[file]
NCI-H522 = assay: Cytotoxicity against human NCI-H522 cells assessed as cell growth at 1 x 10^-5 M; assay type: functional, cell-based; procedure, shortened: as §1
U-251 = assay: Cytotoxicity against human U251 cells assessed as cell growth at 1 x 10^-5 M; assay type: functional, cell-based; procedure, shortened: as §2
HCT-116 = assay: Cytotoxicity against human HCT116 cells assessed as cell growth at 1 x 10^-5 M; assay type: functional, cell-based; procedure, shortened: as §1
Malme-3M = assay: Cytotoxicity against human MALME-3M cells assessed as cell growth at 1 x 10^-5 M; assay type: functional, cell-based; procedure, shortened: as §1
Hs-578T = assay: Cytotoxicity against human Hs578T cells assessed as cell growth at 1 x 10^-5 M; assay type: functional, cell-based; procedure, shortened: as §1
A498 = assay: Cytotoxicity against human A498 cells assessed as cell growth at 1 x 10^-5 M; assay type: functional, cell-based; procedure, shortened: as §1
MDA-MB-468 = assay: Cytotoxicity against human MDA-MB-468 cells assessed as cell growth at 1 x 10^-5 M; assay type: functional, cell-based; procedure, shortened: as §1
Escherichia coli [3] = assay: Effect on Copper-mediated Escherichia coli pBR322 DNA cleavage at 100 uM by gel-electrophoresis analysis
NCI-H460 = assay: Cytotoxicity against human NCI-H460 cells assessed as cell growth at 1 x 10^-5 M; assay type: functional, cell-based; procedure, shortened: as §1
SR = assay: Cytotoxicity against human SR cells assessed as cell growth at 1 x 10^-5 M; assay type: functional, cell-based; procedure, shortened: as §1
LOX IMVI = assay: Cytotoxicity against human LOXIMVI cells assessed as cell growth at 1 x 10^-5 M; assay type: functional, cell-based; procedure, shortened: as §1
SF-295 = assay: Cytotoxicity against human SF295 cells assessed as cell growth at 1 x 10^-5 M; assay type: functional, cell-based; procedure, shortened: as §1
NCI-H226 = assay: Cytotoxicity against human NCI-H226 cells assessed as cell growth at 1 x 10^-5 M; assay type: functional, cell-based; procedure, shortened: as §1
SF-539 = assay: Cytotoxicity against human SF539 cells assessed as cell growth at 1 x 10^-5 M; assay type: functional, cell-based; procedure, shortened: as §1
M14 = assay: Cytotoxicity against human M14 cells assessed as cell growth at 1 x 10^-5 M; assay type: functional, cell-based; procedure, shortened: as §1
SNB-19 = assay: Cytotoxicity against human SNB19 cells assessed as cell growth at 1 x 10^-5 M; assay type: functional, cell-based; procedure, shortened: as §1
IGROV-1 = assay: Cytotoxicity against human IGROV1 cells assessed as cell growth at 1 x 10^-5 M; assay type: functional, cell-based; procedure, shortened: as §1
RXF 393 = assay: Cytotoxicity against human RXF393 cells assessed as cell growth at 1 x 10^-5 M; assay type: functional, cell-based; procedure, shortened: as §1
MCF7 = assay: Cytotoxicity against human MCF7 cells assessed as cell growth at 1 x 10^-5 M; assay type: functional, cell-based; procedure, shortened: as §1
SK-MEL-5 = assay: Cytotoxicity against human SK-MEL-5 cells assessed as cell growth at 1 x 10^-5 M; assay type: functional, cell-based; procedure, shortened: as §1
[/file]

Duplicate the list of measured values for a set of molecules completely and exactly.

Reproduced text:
NCI-H522 = assay: Cytotoxicity against human NCI-H522 cells assessed as cell growth at 1 x 10^-5 M; assay type: functional, cell-based; procedure, shortened: as §1
U-251 = assay: Cytotoxicity against human U251 cells assessed as cell growth at 1 x 10^-5 M; assay type: functional, cell-based; procedure, shortened: as §2
HCT-116 = assay: Cytotoxicity against human HCT116 cells assessed as cell growth at 1 x 10^-5 M; assay type: functional, cell-based; procedure, shortened: as §1
Malme-3M = assay: Cytotoxicity against human MALME-3M cells assessed as cell growth at 1 x 10^-5 M; assay type: functional, cell-based; procedure, shortened: as §1
Hs-578T = assay: Cytotoxicity against human Hs578T cells assessed as cell growth at 1 x 10^-5 M; assay type: functional, cell-based; procedure, shortened: as §1
A498 = assay: Cytotoxicity against human A498 cells assessed as cell growth at 1 x 10^-5 M; assay type: functional, cell-based; procedure, shortened: as §1
MDA-MB-468 = assay: Cytotoxicity against human MDA-MB-468 cells assessed as cell growth at 1 x 10^-5 M; assay type: functional, cell-based; procedure, shortened: as §1
Escherichia coli [3] = assay: Effect on Copper-mediated Escherichia coli pBR322 DNA cleavage at 100 uM by gel-electrophoresis analysis
NCI-H460 = assay: Cytotoxicity against human NCI-H460 cells assessed as cell growth at 1 x 10^-5 M; assay type: functional, cell-based; procedure, shortened: as §1
SR = assay: Cytotoxicity against human SR cells assessed as cell growth at 1 x 10^-5 M; assay type: functional, cell-based; procedure, shortened: as §1
LOX IMVI = assay: Cytotoxicity against human LOXIMVI cells assessed as cell growth at 1 x 10^-5 M; assay type: functional, cell-based; procedure, shortened: as §1
SF-295 = assay: Cytotoxicity against human SF295 cells assessed as cell growth at 1 x 10^-5 M; assay type: functional, cell-based; procedure, shortened: as §1
NCI-H226 = assay: Cytotoxicity against human NCI-H226 cells assessed as cell growth at 1 x 10^-5 M; assay type: functional, cell-based; procedure, shortened: as §1
SF-539 = assay: Cytotoxicity against human SF539 cells assessed as cell growth at 1 x 10^-5 M; assay type: functional, cell-based; procedure, shortened: as §1
M14 = assay: Cytotoxicity against human M14 cells assessed as cell growth at 1 x 10^-5 M; assay type: functional, cell-based; procedure, shortened: as §1
SNB-19 = assay: Cytotoxicity against human SNB19 cells assessed as cell growth at 1 x 10^-5 M; assay type: functional, cell-based; procedure, shortened: as §1
IGROV-1 = assay: Cytotoxicity against human IGROV1 cells assessed as cell growth at 1 x 10^-5 M; assay type: functional, cell-based; procedure, shortened: as §1
RXF 393 = assay: Cytotoxicity against human RXF393 cells assessed as cell growth at 1 x 10^-5 M; assay type: functional, cell-based; procedure, shortened: as §1
MCF7 = assay: Cytotoxicity against human MCF7 cells assessed as cell growth at 1 x 10^-5 M; assay type: functional, cell-based; procedure, shortened: as §1
SK-MEL-5 = assay: Cytotoxicity against human SK-MEL-5 cells assessed as cell growth at 1 x 10^-5 M; assay type: functional, cell-based; procedure, shortened: as §1